A new advertising campaign from PETA featuring Joanna Krupa, of Playboy and “Dancing with the Stars”, wearing a pair of wings and not much else while using a large cross strategically placed for cover-up is urging viewers to “be an angel for animals” and adopt, not buy. The advertisement was first seen in Los Angeles this last week, premiering in front of Barkworks, a pet store that sells puppies.
However, the pet store wasn’t the loudest to complain – leaders from the Catholic community were. And they are really unhappy with the use of Christian iconography.
Catholic League President Bill Donohue announced in a statement: “The fact is that cats and dogs are a lot safer in pet stores than they are in the hands of PETA employees. Moreover, pet stores don’t rip off Christian iconography and engage in cheap irreligious claims. PETA is a fraud. It also has a long and disgraceful record of exploiting Christian and Jewish themes to hawk its ugly services. Those who support this organization sorely need a reality check. They also need a course in Ethics 101.”
InsideCatholic.com’s publisher, Deal Hudson, spoke out and called the advertisement totally inappropriate.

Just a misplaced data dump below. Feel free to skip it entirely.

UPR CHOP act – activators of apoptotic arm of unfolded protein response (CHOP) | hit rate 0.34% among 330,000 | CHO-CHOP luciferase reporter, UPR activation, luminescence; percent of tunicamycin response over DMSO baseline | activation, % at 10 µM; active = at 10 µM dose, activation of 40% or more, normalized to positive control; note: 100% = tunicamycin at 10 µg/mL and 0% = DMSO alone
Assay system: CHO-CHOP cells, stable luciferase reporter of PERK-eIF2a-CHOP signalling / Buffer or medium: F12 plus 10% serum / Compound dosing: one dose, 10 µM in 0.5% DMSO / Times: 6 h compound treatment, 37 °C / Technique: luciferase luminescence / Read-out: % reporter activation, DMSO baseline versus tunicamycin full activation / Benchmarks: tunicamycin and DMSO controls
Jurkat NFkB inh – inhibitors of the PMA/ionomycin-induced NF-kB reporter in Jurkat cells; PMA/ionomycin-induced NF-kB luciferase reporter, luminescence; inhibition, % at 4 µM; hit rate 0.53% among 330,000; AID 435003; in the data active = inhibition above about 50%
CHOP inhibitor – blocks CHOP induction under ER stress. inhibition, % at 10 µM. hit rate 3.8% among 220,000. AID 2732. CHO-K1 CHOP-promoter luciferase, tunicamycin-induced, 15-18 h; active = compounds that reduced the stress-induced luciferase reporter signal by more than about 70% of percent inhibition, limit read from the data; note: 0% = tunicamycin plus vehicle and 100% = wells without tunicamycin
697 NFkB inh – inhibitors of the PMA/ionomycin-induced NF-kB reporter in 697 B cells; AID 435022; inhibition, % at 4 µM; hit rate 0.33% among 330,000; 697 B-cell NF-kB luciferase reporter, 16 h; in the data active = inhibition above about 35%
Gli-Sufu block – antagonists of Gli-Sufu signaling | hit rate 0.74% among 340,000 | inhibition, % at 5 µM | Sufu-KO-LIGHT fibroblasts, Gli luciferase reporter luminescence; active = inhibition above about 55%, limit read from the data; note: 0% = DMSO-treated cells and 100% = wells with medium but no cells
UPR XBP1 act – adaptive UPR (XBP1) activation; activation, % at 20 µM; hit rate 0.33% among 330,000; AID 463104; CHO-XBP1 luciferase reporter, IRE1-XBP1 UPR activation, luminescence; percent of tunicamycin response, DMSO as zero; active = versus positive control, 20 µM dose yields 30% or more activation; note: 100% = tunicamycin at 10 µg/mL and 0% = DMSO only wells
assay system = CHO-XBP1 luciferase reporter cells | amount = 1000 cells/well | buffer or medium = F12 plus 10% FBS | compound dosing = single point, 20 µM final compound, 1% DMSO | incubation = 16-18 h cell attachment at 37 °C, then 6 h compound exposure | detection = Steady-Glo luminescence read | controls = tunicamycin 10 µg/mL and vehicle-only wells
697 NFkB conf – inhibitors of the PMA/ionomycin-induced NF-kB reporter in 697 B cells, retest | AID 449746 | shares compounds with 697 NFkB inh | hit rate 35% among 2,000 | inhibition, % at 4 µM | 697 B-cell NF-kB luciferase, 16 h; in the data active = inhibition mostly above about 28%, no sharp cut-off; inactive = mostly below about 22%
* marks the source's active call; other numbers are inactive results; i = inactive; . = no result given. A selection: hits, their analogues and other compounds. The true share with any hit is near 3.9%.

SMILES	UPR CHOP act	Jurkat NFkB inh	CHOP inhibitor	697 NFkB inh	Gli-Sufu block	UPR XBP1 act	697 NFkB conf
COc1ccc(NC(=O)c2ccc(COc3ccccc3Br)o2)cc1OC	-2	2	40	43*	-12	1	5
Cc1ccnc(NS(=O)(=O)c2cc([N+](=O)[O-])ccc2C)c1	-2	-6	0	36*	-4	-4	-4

Joanna Krupa sees nothing wrong with the work she’s done for PETA. “As a practicing Catholic, I am shocked that the Catholic League is speaking out against my PETA ads, which I am very proud of.”
Krupa goes on to rebuke the criticism with some of her own, “I’m doing what the Catholic Church should be doing, working to stop senseless suffering of animals, the most defenseless of god’s creation. I am a voice for innocent animals who are being neglected and dumped by the millions at shelters. In my heart I know that Jesus would never condone the suffering that results when dogs and cats are allowed to breed.”
On matters of nudity and Christian iconography The Church is reminiscent of a very well trained terrier . . . just throw the ingredients together and watch The Church work itself into a frenzy of hyperbole — or maybe just hype. It appears the two groups have found a way to stay relevant using a rehash of what Madonna did twenty years ago. Then the beneficiaries were records sales and Pepsi, now they could be homeless dogs and cats if the message isn’t lost in the process.
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